What I didn’t mention in that post is how un-flat the top really is. There are a lot of bumps and puckers in the piecing and it takes a different approach to “quilt it out”
Here is what I have done so far.
If you look closer you can see some of the issues
I have my own way to deal with this. I like to take care of it in the quilting rather than try to make the top perfect. It is a vintage top and I really don’t want to make any big changes to it.
The first thing that is important is NOT to baste it very heavily which is probably contrary to what most people will tell you. I put in very few pins to hold it together because I want to readjust the backing every time I move the hoop. I start in the center and put the quilt in the hoop and then take out the pins that are in the hooped area, then I tighten up the backing separately from the top, from the back of the hoop then from the top I pull and tug the top in several direction to try to get the hooped area to be “flatish” it wont ever be perfect but I can manipulate it block at a time and get it pretty close. When I have it how I want it I will sometimes add some pins to keep it in place as a quilt.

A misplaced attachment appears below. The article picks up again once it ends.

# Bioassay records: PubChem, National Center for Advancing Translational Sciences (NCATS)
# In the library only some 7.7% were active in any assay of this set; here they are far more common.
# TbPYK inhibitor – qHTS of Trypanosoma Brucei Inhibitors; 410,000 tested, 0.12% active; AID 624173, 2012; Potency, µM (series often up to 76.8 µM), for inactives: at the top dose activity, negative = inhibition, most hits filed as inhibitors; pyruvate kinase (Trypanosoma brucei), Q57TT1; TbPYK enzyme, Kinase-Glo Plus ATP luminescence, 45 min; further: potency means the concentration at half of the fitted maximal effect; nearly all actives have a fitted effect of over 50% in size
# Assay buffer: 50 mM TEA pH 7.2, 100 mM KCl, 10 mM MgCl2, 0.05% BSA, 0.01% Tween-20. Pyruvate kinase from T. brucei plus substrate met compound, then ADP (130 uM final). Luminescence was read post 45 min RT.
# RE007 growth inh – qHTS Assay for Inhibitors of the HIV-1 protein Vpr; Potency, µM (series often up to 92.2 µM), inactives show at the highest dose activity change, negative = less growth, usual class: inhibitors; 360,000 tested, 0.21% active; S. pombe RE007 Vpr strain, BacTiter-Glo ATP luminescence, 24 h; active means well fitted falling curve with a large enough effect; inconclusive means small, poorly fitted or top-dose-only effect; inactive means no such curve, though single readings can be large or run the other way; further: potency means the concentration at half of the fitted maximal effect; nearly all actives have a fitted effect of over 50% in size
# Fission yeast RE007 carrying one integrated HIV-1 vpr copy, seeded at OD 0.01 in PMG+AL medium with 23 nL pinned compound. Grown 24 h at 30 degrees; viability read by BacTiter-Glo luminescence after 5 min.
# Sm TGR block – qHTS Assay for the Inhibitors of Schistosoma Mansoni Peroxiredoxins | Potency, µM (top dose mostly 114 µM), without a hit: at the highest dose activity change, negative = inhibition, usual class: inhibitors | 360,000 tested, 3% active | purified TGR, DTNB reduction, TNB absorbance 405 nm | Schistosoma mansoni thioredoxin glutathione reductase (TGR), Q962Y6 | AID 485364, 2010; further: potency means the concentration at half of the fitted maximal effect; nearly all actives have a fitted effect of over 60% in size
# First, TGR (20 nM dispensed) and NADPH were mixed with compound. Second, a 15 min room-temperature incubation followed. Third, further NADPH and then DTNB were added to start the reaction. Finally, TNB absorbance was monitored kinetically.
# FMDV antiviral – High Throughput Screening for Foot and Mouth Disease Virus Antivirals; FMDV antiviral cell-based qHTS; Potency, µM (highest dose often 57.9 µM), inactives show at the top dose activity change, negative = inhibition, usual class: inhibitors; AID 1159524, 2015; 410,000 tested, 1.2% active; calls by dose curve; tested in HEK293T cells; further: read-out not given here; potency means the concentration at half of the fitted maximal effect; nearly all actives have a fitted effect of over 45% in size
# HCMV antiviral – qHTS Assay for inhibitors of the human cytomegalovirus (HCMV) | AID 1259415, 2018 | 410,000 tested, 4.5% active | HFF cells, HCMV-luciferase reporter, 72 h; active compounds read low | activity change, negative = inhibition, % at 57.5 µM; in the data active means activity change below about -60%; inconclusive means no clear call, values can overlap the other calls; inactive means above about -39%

The results are pretty good
I am not trying for perfection here. This is not intended to be anything more than a pretty quilt that is warm and useable…its not headed to a show and the quilt police will no have to worry about it so if I cant get out all the puckers I an not going to worry about it.
If you look at the back you can see how loosely the layers are pin basted together
No need to be scared of it, just work from the center out to the edges and you wont get any puckers in the backing even if you cant get them all out of the front.
Sometimes having the quilt inspector sit in it helps to press out the bumps.
I have a lot of quilting to go on this but I think I am going to like it!